Title

Metabolic syndrome in nondiabetic individuals associated with maladaptive carotid remodeling: The hoorn study

RIS ID

125159

Publication Details

Beijers, H. J. B. H., Henry, R. M. A., Bravenboer, B., Ferreira , I., Dekker, J. M., Nijpels, G. & Stehouwer, C. D. A. (2011). Metabolic syndrome in nondiabetic individuals associated with maladaptive carotid remodeling: The hoorn study. American Journal of Hypertension, 24 (4), 429-436.

Abstract

BackgroundThe metabolic syndrome (MetS) is associated with an increased risk of stroke. Arterial remodeling could play an important role herein as maladaptive remodeling is a risk factor for stroke. The purpose of this study was to investigate whether MetS was associated with maladaptive remodeling of the carotid artery and if any such association was independent of hemodynamic variables.MethodsWe studied 385 (n = 195 women) nondiabetic, elderly subjects. A MetS z-score (average of sex-specific z-scores of the five MetS traits) was constructed. Intima-media thickness (IMT) and interadventitial diameter (IAD) were assessed by ultrasonography, and lumen diameter (LD), and circumferential wall stress (CWS) were calculated. Multiple linear regression analysis was used to investigate the association between MetS and carotid remodeling.ResultsAfter adjustment for age, sex, height, prior cardiovascular disease (CVD), dyslipidemia, and smoking, MetS was independently associated with a greater IAD (regression coefficient (Β) per s.d. increase in MetS z-score (95% confidence interval), 0.45mm (0.28; 0.63)), LD (0.41mm (0.25; 0.58)) and CWS (5.56kPa (3.71; 7.42)). These associations were attenuated after additional adjustment for inflammatory, metabolic and particularly hemodynamic variables, but remained statistically significant. No significant association was found between MetS and IMT (0.020mm (0.006; 0.046)).ConclusionsMetS is associated with maladaptive remodeling of the carotid artery, which is the result of changes in LD, IAD, and, to a lesser extent, IMT. This process is independent of hemodynamic variables. Whether this association and process will be observed in a broader population and explains the increased risk of stroke in MetS deserves further study. 2011 American Journal of Hypertension, Ltd.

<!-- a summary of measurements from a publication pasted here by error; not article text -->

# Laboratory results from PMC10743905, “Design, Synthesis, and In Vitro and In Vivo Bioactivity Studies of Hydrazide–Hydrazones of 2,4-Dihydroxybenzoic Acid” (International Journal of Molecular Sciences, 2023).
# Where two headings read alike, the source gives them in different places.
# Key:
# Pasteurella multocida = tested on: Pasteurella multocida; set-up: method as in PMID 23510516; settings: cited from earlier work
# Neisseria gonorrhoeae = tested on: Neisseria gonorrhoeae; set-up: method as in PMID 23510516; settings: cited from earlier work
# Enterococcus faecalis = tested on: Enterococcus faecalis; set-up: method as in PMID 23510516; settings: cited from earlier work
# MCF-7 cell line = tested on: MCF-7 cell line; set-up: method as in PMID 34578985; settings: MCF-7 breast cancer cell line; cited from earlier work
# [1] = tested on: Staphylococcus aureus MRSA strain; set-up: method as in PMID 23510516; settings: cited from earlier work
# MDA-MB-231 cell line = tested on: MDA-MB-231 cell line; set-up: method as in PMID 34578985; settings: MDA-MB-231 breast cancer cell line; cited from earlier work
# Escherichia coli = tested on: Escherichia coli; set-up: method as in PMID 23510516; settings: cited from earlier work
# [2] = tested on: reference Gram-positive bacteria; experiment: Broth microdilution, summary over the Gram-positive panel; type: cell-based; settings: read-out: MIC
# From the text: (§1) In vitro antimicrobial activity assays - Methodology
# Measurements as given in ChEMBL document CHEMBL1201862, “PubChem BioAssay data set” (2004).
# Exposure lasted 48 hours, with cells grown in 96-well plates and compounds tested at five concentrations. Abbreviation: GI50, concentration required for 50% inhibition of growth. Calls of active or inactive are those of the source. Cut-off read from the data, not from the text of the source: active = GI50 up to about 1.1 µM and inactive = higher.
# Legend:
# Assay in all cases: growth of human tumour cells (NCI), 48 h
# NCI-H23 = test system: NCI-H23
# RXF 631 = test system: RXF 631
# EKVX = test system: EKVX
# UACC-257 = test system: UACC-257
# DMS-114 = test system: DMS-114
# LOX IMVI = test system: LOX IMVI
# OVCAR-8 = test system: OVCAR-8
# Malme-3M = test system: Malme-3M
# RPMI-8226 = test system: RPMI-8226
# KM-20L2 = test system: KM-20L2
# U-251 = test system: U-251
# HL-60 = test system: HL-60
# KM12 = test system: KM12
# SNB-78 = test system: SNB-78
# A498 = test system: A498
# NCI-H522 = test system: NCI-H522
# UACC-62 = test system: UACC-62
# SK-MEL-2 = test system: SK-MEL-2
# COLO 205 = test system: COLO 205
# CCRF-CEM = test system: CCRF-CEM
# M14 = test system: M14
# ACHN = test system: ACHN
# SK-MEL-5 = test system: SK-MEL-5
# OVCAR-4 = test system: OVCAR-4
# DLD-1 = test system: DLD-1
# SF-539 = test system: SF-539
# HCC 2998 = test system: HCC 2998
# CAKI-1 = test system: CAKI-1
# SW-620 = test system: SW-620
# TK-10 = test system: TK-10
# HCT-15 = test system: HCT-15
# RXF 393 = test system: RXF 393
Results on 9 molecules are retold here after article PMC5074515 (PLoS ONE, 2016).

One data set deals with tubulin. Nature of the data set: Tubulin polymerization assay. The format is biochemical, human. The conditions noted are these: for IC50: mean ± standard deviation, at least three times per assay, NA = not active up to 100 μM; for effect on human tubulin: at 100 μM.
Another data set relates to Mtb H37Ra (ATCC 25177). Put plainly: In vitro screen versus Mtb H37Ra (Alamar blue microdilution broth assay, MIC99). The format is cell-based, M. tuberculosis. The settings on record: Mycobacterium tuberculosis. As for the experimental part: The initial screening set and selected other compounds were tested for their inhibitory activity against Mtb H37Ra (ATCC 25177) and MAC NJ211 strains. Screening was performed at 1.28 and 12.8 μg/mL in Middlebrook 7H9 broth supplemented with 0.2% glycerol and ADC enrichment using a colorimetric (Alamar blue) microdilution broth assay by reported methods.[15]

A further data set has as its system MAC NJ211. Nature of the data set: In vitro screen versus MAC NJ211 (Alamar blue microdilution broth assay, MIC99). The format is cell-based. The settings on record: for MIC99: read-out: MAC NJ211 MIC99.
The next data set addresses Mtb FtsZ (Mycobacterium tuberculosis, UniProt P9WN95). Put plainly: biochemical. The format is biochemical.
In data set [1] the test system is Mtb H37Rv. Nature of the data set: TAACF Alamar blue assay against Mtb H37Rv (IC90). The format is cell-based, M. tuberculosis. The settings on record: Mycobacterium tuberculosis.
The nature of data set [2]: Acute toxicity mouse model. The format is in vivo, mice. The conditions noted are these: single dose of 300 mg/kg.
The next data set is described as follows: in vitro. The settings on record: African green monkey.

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Link to publisher version (DOI)

http://dx.doi.org/10.1038/ajh.2010.256